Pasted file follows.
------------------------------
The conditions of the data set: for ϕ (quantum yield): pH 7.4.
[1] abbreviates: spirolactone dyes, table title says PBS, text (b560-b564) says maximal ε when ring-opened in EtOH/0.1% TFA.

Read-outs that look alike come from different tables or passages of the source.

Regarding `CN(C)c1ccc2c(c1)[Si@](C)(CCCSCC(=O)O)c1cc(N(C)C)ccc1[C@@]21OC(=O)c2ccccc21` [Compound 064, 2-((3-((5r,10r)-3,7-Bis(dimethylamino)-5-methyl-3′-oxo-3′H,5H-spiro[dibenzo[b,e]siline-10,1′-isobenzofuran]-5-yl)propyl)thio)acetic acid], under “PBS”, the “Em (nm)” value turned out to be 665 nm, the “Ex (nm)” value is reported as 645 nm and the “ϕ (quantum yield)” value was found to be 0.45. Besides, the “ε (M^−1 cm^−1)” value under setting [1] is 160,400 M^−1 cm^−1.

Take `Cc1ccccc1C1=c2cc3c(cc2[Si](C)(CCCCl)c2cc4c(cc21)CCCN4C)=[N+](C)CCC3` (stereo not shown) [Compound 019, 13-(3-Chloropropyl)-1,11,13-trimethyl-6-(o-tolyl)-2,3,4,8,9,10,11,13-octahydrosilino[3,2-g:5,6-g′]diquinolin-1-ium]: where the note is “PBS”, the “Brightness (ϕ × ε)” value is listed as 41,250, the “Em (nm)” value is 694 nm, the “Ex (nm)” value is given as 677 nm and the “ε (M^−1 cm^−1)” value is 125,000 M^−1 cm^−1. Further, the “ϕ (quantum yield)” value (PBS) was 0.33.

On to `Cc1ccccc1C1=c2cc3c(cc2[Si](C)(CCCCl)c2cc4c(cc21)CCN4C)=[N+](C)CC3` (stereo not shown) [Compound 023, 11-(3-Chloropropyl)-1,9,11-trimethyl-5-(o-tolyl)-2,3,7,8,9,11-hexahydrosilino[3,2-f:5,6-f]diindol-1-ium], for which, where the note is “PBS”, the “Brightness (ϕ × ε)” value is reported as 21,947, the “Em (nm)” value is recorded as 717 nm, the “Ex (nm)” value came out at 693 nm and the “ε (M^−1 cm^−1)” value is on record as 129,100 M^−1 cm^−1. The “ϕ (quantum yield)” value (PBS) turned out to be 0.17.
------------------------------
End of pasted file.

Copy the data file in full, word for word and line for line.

The conditions of the data set: for ϕ (quantum yield): pH 7.4.
[1] abbreviates: spirolactone dyes, table title says PBS, text (b560-b564) says maximal ε when ring-opened in EtOH/0.1% TFA.

Read-outs that look alike come from different tables or passages of the source.

Regarding `CN(C)c1ccc2c(c1)[Si@](C)(CCCSCC(=O)O)c1cc(N(C)C)ccc1[C@@]21OC(=O)c2ccccc21` [Compound 064, 2-((3-((5r,10r)-3,7-Bis(dimethylamino)-5-methyl-3′-oxo-3′H,5H-spiro[dibenzo[b,e]siline-10,1′-isobenzofuran]-5-yl)propyl)thio)acetic acid], under “PBS”, the “Em (nm)” value turned out to be 665 nm, the “Ex (nm)” value is reported as 645 nm and the “ϕ (quantum yield)” value was found to be 0.45. Besides, the “ε (M^−1 cm^−1)” value under setting [1] is 160,400 M^−1 cm^−1.

Take `Cc1ccccc1C1=c2cc3c(cc2[Si](C)(CCCCl)c2cc4c(cc21)CCCN4C)=[N+](C)CCC3` (stereo not shown) [Compound 019, 13-(3-Chloropropyl)-1,11,13-trimethyl-6-(o-tolyl)-2,3,4,8,9,10,11,13-octahydrosilino[3,2-g:5,6-g′]diquinolin-1-ium]: where the note is “PBS”, the “Brightness (ϕ × ε)” value is listed as 41,250, the “Em (nm)” value is 694 nm, the “Ex (nm)” value is given as 677 nm and the “ε (M^−1 cm^−1)” value is 125,000 M^−1 cm^−1. Further, the “ϕ (quantum yield)” value (PBS) was 0.33.

On to `Cc1ccccc1C1=c2cc3c(cc2[Si](C)(CCCCl)c2cc4c(cc21)CCN4C)=[N+](C)CC3` (stereo not shown) [Compound 023, 11-(3-Chloropropyl)-1,9,11-trimethyl-5-(o-tolyl)-2,3,7,8,9,11-hexahydrosilino[3,2-f:5,6-f]diindol-1-ium], for which, where the note is “PBS”, the “Brightness (ϕ × ε)” value is reported as 21,947, the “Em (nm)” value is recorded as 717 nm, the “Ex (nm)” value came out at 693 nm and the “ε (M^−1 cm^−1)” value is on record as 129,100 M^−1 cm^−1. The “ϕ (quantum yield)” value (PBS) turned out to be 0.17.